Sprouts for Horses

What seed should I use?

Barley sprouts very well and has a good nutritional profile for equine.  Protein levels are generally between 16% and 18%.  Digestibility is high, as well as the moisture content.  For high performance horses there are some that like to add a little sunflower seed for increased protein, but it's generally not necessary.

How much do I feed?

Approximately 2% of body weight is a good starting point.  If you have a 1,000lb horse, that's 20lbs.  Remember that fodder is not intended to be a complete feed.  You will still need some dry roughage (a minimum of 1%) in your horse's diet.

What do I feed with fodder?

Now you know you need roughage, but what is best?  Research has shown that fodder sprouts digest very quickly.  As a result, hays that are high in fiber and slow to digest compliment the sprouts.  By slowing down the digestion the horse can retain more of the beneficial nutrients and enzymes in the sprouts.  This means that grain hays and grass hays will actually work better in a fodder diet than alfalfa.

Will it cause colic?

Surely you’re thinking this lush green grass is going to cause colic.  The key thing here is that it’s not a grass – yet.  A sprout at 6 days is dramatically different from both dry grains and green grass.  Grains are not in a form that can be easily digested.  As grains sprout hydrolytic enzymes breakdown compounds into simpler, more digestible forms.  What you end up with is an increase in available vitamins and minerals.  It’s a high protein, high energy, digestible (over 70%), wet feed.  Horses maintain better hydration during training, events, or racing.  The digestibility means there’s not an excess of non-structural carbohydrates (i.e., NSC, sugars) to move on and ferment in the cecum.  This fermenting could eventually increase acidity, kill good bacteria, and cause body-wide inflammation (particularly in the lamina of the feet = laminitis).  Since the excess sugars are not present, fodder will not cause colic.  If anything, it can actually help prevent it.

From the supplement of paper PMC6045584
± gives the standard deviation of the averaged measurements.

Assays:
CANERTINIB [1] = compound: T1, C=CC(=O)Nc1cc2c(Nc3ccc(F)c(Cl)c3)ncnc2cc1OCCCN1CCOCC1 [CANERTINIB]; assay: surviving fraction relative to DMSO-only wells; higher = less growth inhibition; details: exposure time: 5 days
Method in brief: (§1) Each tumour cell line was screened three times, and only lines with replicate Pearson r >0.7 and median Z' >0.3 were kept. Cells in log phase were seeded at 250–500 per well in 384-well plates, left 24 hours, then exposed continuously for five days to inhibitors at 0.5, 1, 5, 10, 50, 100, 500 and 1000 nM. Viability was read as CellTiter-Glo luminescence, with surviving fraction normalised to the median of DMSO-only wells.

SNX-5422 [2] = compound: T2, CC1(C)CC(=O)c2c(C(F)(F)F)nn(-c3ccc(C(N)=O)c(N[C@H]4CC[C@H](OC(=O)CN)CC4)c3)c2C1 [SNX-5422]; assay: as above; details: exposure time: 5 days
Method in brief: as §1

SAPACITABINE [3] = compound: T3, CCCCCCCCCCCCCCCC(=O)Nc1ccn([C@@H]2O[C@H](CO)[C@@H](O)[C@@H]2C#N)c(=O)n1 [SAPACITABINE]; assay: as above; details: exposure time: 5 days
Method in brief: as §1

What are the health benefits?

Wes Leckner and Tracy Underwood, co-owners of the Santa Rosa Equestrian Facility, board between 90 and 100 horses at their training facility in northern California.  Tracy reports, “The health benefits of the fodder are amazing!  We had Clair Thunes, a PhD in nutrition from UC Davis, do an in-depth analysis of our fodder.  Basically, the fodder provides an energy dense, live feed source that has a consistent nutritional content in addition to greater amounts of lysine, vitamin E and omega -3 fatty acids than hay.   Many benefits that we have observed but don’t necessarily appear in the written analysis include shinier coats and an improvement in attitude and energy, especially in the older ponies at our European Pony School.  Our barn vet, John Kaufman, DVM, attributes this to the seniors (some lacking teeth) being able to eat, digest and therefore, get the nutritional benefit of the food…”  In early July of 2015, a small sprouting system will be delivered to Colorado State University.  They will be performing research on the effects during pre and post op equine surgeries.  With the known health benefits, it will be interesting to see the recovery time.  The university learned about sprouts through a local dude ranch using fodder.  They could see improved health in the horses and asked what they were doing different. 

Which system do I need for my horses?

There is some variance in the type of horse, activity level, etc, but this is a basic guideline for choosing a system based on the number of horses you have:

 Horses System

6

ECO 110 / F110

9

F165

12

ECO 220 / F220

18

F320

24

F440

36

F650

42

F750

63

F1100

100+ Contact us to determine what system is the best fit.  We offer both manually operated multi-ton systems, and fully automated machines.
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